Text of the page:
Understanding the Consequences of Traumatic Brain Injuries (TBIs)
As the most important organ in the human body, injuries to the brain can have devastating and life-altering consequences. Traumatic brain injuries (TBIs) are a type of brain injury that occurs most commonly from a strike or blow to the head and can have severe consequences for those who suffer them. Our Tifton injury lawyer explains TBIs in more detail below.
Types of TBIs
TBIs occur when the head is exposed to sudden, violent force. Most TBIs can be split into two broad categories: closed and open. A closed TBI occurs when the victim hits her head or is struck in the head, but the skull remains intact. An open TBI occurs when a foreign object penetrates the victim’s skull. Some more specific types of TBIs include:
- Concussions: A minor brain injury typically caused by a blow to the head, but can also be caused by violent shaking of the head or upper body
- Contusions: Bruising of the brain tissue that causes bleeding and swelling. They typically occur when the brain strikes a ridge on the skull or a fold in the dura.
- Hematomas: A collection of blood inside the skull that is most commonly caused by the rupture of a blood vessel within the brain
- Diffuse axonal injuries: Shearing of the connective tissue inside the brain caused when the brain rapidly shifts inside the skull
TBIs Vary Greatly in Severity
TBIs vary greatly in severity based on the force of the impact and the victim’s preexisting health conditions. Mild TBIs generally cause loss of consciousness for short periods, headaches, nausea and vomiting, drowsiness, loss of balance, blurred vision, and problems with speech. Moderate to severe TBIs can result in loss of consciousness for lengthy periods, convulsions or seizures, dilation of the pupils, numbness in the fingers and toes, slurred speech, drainage of fluid from the nose or ears, profound confusion, and coma.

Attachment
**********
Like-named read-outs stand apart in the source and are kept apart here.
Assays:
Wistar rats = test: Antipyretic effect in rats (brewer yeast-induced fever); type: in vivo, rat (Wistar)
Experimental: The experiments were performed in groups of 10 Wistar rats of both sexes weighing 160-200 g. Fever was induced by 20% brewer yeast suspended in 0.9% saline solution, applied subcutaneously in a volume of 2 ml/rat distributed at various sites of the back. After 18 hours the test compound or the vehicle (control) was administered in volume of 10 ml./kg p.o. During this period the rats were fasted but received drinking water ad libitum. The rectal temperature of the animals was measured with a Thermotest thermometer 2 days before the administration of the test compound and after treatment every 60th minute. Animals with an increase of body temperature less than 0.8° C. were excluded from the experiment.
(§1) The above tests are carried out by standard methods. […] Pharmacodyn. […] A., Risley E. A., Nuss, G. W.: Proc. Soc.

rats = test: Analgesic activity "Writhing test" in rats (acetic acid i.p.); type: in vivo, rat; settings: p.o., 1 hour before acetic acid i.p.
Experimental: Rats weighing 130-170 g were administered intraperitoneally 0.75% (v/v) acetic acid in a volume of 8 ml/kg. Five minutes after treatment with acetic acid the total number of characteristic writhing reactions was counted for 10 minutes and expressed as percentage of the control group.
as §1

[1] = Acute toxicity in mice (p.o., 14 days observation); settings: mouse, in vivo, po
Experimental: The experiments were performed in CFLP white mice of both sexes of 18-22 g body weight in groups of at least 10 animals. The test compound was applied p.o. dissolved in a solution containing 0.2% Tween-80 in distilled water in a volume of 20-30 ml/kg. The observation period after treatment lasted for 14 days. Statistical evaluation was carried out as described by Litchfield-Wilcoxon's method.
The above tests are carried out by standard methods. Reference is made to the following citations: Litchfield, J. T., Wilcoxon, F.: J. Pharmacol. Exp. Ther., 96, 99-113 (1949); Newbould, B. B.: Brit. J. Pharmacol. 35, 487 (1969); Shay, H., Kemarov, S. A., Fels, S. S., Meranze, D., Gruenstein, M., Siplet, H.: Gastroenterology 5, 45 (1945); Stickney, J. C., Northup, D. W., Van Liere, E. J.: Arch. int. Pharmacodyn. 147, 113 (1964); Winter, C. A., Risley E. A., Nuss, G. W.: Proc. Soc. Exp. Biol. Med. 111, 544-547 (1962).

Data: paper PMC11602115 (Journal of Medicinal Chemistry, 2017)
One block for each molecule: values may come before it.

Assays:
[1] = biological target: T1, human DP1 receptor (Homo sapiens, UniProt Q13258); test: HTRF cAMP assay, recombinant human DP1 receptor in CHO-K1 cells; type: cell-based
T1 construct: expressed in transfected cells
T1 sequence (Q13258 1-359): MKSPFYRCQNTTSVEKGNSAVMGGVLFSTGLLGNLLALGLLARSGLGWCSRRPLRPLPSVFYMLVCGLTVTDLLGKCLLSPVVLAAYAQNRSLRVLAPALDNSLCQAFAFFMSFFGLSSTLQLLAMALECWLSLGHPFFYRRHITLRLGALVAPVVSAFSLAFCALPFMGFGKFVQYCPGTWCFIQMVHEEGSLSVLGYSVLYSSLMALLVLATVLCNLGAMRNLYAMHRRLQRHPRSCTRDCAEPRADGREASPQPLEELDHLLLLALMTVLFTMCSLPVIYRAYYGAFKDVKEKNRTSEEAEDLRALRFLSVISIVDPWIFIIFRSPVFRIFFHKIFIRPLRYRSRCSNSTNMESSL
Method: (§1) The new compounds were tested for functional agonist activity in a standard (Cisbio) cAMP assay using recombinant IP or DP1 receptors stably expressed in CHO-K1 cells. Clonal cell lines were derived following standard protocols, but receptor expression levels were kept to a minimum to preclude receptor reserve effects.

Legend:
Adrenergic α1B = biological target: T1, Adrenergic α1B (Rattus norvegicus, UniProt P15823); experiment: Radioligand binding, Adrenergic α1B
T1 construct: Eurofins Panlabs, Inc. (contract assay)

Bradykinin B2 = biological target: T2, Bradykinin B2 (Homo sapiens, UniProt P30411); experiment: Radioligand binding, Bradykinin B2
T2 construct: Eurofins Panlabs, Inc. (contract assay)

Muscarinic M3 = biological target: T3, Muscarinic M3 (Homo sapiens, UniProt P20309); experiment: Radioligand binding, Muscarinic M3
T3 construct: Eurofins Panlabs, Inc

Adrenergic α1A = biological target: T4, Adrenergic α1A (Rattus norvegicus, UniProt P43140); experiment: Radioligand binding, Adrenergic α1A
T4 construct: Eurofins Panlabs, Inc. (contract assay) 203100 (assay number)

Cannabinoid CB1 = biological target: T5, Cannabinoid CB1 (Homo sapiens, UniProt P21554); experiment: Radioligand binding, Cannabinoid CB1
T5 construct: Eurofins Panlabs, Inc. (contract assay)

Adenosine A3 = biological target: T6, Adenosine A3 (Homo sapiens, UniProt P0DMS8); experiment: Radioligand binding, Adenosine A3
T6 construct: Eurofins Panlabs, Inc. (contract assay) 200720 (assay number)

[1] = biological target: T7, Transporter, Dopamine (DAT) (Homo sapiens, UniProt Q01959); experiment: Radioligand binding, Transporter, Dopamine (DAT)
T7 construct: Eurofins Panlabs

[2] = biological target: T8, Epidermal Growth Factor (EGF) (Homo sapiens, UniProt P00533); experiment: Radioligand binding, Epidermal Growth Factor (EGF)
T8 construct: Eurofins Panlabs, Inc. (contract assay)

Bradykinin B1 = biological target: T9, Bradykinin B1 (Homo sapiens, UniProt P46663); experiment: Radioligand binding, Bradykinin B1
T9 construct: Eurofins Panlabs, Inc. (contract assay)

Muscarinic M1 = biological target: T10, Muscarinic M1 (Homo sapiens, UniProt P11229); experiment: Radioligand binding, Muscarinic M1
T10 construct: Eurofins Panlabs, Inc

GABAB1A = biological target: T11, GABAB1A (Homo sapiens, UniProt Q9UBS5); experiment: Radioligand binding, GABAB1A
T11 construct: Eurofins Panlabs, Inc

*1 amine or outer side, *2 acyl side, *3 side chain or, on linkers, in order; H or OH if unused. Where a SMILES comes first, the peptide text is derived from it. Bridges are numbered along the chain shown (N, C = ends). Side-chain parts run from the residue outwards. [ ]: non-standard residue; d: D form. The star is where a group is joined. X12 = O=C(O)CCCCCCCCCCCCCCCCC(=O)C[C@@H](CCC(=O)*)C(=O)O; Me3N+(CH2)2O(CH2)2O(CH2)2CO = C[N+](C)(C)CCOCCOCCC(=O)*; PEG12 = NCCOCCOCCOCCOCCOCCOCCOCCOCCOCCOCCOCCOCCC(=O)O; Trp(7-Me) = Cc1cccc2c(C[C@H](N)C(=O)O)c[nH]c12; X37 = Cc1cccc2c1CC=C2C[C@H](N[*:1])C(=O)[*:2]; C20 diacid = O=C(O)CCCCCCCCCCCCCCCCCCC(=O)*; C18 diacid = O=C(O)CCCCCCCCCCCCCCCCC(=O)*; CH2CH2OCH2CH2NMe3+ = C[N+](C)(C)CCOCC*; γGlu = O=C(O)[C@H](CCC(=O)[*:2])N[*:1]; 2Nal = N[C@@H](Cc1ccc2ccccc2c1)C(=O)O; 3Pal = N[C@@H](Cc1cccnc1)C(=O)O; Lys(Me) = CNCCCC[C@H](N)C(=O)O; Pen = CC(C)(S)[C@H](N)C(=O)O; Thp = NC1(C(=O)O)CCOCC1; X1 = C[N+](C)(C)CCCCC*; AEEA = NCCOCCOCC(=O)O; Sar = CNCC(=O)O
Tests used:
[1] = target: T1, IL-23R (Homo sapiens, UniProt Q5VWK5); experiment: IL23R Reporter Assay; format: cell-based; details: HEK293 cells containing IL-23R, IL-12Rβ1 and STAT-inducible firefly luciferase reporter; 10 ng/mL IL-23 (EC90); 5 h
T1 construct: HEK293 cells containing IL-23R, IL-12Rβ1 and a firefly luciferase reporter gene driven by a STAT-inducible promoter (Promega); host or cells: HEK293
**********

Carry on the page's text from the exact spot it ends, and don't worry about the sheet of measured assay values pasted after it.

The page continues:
Treating a TBI
Mild TBIs typically require little to no medical treatment and can be handled at home with over-the-counter drugs and rest. For more severe TBIs, doctors may prescribe diuretics, coma-inducing drugs, and anti-seizure drugs. Depending upon the nature of the injury, surgery may also be required to remove blood clots, repair skull fractures, or relieve pressure inside the skull.
How Much Can a TBI Cost?
Severe TBIs require immediate treatment and lengthy rehabilitation periods, the costs of which can add up to many thousands of dollars. According to Northwestern University, the lifetime costs of a patient’s treatment for a TBI can run from $85,000 to $3 million. Those figures include immediate treatment, rehabilitation, and the long-term economic costs of diminished employment prospects.
Contact a Tifton Injury Lawyer for Help
If you have suffered a TBI as a result of negligence, you may be entitled to recover for your injuries, which can help offset the steep lifetime costs of a TBI. For more information, please contact a Tifton injury lawyer at the Hudson Injury Firm by using our online form or calling us at 229-396-5845.